• Headache

  • Nausea and/or vomiting

  • Convulsive seizure

  • Limb weakness

  • Uncoordinated gait

  • Alteration of sensitivity

  • Double vision or vision disorder

  • Difficulty with language

  • Deafness

  • Paralysis or reduced sensitivity of the face

  • Difficulty swallowing



The brain CT is usually the first test to be carried out. It gives rise to the initial suspicion of a brain tumour because it allows the lesion to be seen, albeit imprecisely.


La Resonancia Magnética cerebral es la prueba principal y más precisa. Hoy día permite, no solo obtener una imagen muy anatómica del tumor cerebral, sino también estudiar que características tiene. Podemos localizar el tumor, saber su tamaño, si tiene características de más o menos agresividad y si esta en relación con zonas cerebrales que tienen una función importante (sobretodo motora o de lenguaje). Además se suele realizar una secuencia de Resonancia Magnética de alta definición para utilizarla como mapa durante la cirugía y a través de un recurso llamado neuronavegación.

Magnetic resonance imaging of the brain is the primary and most accurate test. Not only does it generate a very anatomical image of the brain tumour, but also enables its characteristics to be studied. We can locate the tumour, determine its size and its aggressiveness, and if it is related to areas of the brain that have an important function (especially motor or language). In addition, a sequence of high-resolution MRI to be used as a map during surgery is usually performed, through a resource called neuronavigation.


This is used to identify any brain lesions originating in another area of the body, as well as the location of the primary tumour. It is usually used to assess the spread of a cancer if metastasis is suspected.


This is equivalent to a whole-body PET scan but it is somewhat less effective.


This blood test is used to complete the study of a cancer with suspected metastasis. Elevated levels of these markers may indicate a primary tumour and its possible location.


In most cases, if the brain tumour is not very widespread or the patient's conditions do not allow it, surgery is the main treatment. The role of surgery is twofold: to obtain tissue for accurate tumour diagnosis (biopsy); and to remove as much of the tumour as possible.

Depending on the type of brain tumour, other treatments can be added to make the surgery more radical. These treatments are radiotherapy and chemotherapy. They must be appropriate for the type of tumour in accordance with international protocols. In some cases, such as lymphomas, they may constitute the primary treatment ahead of surgery.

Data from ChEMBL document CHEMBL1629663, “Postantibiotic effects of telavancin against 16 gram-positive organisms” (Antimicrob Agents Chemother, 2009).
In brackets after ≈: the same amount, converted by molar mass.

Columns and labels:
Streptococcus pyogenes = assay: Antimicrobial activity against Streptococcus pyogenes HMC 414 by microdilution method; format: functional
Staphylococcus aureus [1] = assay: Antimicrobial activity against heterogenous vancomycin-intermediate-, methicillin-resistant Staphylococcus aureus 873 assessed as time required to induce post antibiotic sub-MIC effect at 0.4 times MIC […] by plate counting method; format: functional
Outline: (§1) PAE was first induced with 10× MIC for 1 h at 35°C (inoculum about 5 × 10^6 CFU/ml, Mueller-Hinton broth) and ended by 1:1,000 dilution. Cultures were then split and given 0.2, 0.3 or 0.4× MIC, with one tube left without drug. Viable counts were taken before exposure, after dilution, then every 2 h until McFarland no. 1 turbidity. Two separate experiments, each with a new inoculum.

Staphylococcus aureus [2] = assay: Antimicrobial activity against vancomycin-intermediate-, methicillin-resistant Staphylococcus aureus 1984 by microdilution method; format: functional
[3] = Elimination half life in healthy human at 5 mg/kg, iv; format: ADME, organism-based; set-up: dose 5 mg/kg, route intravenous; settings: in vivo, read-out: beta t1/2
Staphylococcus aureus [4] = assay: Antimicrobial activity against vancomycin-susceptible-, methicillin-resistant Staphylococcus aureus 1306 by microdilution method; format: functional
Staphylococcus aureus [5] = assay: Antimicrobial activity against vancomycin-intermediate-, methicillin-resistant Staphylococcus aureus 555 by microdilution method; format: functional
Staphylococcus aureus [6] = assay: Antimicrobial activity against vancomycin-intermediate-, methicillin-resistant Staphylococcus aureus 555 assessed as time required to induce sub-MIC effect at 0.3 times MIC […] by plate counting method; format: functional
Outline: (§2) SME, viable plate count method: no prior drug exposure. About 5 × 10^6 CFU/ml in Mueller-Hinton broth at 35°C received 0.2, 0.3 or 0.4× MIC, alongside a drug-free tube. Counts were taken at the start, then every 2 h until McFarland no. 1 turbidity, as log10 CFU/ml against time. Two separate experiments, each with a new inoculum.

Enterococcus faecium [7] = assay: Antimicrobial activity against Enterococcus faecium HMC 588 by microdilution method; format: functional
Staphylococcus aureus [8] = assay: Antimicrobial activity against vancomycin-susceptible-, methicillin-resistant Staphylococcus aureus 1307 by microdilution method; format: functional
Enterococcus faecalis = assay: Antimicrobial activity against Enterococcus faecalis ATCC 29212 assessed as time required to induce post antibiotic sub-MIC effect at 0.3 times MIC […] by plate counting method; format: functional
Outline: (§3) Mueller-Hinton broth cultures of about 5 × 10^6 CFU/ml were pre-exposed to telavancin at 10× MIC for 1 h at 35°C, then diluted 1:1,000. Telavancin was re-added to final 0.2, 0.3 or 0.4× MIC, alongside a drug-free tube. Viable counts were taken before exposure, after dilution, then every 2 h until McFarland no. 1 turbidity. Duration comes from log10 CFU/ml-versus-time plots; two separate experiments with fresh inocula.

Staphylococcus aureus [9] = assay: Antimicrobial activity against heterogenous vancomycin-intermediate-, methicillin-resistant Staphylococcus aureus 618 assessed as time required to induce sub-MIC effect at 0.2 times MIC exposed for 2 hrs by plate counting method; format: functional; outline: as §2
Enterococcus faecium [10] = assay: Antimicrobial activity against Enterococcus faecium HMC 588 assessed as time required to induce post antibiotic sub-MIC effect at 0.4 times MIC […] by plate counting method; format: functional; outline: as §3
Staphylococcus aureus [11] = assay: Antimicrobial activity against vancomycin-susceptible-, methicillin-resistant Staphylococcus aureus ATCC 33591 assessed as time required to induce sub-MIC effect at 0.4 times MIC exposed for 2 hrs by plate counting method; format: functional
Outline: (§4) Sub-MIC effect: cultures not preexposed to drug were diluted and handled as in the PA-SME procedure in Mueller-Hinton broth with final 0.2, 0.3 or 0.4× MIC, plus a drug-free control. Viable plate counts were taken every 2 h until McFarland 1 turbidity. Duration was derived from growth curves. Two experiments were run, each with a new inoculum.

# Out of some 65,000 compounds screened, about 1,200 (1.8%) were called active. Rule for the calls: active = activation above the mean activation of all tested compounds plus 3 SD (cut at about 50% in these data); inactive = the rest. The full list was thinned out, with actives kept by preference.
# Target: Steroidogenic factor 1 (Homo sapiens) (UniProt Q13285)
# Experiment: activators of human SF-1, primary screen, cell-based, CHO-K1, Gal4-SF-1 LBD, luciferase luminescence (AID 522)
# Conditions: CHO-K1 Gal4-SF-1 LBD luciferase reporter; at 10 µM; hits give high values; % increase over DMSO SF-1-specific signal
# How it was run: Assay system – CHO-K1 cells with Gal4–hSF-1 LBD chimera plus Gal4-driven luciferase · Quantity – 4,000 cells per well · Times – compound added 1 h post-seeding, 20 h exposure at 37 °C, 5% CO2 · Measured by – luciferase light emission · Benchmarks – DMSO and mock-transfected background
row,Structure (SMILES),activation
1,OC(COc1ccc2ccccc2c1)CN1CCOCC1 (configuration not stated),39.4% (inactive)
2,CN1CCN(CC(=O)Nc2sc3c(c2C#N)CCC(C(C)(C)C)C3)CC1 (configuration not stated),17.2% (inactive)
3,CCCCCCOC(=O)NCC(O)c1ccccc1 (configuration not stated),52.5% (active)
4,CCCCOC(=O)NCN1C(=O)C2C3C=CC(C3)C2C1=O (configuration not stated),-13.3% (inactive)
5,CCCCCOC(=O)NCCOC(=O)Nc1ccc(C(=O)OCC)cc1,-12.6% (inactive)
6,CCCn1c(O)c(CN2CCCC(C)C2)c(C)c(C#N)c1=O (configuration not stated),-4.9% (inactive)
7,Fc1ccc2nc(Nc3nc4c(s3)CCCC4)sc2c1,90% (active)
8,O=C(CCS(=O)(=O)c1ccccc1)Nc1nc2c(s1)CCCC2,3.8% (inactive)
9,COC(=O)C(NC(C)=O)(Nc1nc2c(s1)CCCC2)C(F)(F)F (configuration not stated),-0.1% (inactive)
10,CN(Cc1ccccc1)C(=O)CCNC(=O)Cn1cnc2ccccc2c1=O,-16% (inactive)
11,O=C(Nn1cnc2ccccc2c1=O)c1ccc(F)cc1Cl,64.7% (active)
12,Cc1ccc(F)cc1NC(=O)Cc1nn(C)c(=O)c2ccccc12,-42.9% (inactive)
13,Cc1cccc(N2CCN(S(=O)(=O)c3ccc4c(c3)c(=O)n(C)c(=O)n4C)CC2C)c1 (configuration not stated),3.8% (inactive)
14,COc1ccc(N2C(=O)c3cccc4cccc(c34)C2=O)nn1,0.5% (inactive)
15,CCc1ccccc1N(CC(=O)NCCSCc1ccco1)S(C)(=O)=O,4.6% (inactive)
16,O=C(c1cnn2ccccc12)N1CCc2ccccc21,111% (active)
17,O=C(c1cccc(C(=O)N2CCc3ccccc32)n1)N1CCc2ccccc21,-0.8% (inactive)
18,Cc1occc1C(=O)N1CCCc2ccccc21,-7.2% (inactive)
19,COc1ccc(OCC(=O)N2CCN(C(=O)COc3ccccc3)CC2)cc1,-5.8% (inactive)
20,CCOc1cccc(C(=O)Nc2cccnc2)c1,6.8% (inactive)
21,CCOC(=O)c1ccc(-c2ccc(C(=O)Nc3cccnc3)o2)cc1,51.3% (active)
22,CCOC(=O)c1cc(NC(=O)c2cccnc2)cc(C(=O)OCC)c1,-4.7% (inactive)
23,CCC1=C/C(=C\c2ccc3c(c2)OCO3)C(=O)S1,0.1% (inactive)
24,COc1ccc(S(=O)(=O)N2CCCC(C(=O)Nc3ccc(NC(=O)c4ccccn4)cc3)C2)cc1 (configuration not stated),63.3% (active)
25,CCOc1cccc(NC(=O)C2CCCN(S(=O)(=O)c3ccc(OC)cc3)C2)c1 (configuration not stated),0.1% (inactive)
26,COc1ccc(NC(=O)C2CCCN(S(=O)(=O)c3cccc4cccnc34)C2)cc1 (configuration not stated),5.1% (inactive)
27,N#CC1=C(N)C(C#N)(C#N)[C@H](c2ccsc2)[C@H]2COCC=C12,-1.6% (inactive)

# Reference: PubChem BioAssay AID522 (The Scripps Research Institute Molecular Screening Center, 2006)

In brain tumour surgery, perfect planning is vital. At barnaclínic+, we use the most advanced technological resources to remove the maximum volume of tumour causing the least damage. These resources are: neuronavigation (a system that can locate any brain structure with a high degree of precision), intraoperative MRI (a very useful instrument that shows throughout the operation how much tumour remains to be removed and from which areas), robotic visualisation platform (facilitates better visualisation during surgery and access to complex areas) and neurophysiological monitoring (a resource that helps the surgeon to identify which areas of the brain can be removed and which cannot owing to the important function they perform, primarily movement or language).

The surgery is usually performed under general anaesthesia. In some cases, where it is beneficial to examine language function while the brain tumour is being removed, the patient can be operated on while awake with local anaesthesia. During awake brain surgery, the patient does not feel any pain and is simply asked to cooperate throughout the short procedure of removing a tumour from a location close to the language area. During the rest of the surgery, the patient is deeply sedated.

From a technical perspective, brain tumour surgery consists of making a window in the bone to access the lesion as directly as possible and to avoid causing damage. Using an operating microscope and with very precise removal tools, the brain tumour is gradually removed to the extent that the area and function allow.

When finished, the different layers (meninges, bone, skin) are closed. Drains are sometimes placed under the skin to prevent haematoma.

After the surgery, the patient is moved to the ICU for 24 hours. The following day, if there are no complications, the patient will then be moved to their room to slowly recover for 5 to 6 days.

Following detailed analysis, the diagnosis of the extracted tissue is obtained 7 to 10 days after the surgery. Subsequent treatment will be based on the findings of this diagnosis.